"That can't be right," I said, trying to employ logic where logic didn't matter. I did some quick mental calculations--40 weeks in the school year and about 25 to 30 kids in a class. 

"Your teachers would be dealing with kids strung out on cupcakes every two weeks. At least."

Stink eye. Stony silence.

I've been a parent for a decade, and know how easy it is to become your kid's bitch. We drive them everywhere, ensure they are supervised every waking moment, feed them organic grapes and free range chicken, obsess over food intolerances and sensitivities, even organize their play dates for them.

By the time my eldest daughter's birthday rolled around, I had learned my lesson. I bought the stuff to bake cupcakes.

While lugging it home, I started to think my way out of actually doing anything: That’s a lot of gluten to feed those kids. And about a kilo of refined sugar. Surely the teacher won't appreciate it. It’s got to be wrong.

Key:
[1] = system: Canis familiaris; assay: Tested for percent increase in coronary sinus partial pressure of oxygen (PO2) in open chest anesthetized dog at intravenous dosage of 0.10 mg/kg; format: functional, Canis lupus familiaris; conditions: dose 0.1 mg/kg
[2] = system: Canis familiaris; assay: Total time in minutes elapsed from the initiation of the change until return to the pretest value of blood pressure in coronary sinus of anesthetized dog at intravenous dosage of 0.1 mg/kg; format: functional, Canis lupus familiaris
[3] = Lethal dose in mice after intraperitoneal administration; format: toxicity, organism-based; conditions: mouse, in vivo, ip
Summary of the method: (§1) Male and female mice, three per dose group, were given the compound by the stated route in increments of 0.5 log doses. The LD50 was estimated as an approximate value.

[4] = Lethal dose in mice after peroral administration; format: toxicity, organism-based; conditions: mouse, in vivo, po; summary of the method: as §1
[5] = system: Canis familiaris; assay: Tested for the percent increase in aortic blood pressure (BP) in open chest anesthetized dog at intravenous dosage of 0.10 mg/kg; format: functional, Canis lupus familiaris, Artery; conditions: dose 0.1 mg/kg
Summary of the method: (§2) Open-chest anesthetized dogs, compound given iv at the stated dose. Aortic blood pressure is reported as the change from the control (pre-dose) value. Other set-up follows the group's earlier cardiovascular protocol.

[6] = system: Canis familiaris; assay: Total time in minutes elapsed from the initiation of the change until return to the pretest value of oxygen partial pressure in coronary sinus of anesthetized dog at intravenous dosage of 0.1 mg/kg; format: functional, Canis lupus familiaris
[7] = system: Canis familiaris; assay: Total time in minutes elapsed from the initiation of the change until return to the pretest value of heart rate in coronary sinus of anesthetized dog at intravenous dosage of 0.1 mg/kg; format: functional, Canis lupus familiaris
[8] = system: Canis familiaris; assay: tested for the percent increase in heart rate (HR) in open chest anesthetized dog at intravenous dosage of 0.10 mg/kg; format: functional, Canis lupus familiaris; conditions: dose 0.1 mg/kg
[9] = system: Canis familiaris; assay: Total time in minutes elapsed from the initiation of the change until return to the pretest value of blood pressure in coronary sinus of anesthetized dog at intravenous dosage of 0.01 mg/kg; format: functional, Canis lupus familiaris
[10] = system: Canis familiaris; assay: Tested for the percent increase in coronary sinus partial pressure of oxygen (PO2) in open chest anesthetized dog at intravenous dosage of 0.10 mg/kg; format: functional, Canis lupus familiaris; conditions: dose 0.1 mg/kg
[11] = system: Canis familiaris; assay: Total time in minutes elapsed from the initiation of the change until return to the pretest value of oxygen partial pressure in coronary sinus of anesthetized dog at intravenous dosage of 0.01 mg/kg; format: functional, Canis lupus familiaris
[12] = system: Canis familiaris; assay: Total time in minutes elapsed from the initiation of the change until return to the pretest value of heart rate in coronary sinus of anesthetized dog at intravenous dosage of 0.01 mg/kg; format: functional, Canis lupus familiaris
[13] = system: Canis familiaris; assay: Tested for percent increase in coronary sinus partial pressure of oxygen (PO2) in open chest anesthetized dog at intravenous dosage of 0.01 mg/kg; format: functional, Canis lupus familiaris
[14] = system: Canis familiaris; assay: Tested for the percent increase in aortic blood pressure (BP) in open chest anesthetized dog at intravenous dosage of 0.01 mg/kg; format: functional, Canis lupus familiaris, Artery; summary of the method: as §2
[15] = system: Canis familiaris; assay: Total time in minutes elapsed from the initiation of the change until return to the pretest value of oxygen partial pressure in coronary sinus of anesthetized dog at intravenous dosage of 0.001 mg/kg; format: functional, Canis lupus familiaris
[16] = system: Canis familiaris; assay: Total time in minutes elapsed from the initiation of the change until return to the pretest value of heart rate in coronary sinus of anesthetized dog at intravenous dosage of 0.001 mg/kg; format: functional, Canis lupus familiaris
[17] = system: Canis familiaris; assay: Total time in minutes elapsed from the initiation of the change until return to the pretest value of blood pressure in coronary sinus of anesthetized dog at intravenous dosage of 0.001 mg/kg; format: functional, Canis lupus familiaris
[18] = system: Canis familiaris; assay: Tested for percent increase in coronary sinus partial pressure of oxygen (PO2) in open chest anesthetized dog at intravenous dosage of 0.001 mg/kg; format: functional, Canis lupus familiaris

Then I ran into some moms I know. They were out for their power walk but stopped to chat.

"Oooh, what are you baking?” one of them asked when she saw my grocery bags bursting with flour, butter and cheetah print muffin-tin liners.

“I got roped into birthday cupcakes. For the whole class.”

“Oh yeah," said the other mom, waving away my complaint. "That is a nice way to give back when you don’t invite all the kids to the party. My daughter and I always make them together.”

"I guess I thought I might get off easy this time. You know, just by organizing a party and giving a few gifts."

I went home and set about making the recipe. But halfway through I had a stark realization.

There were 25 students in my daughter’s class, and I had two muffin trays, which meant I could only make 24 cupcakes.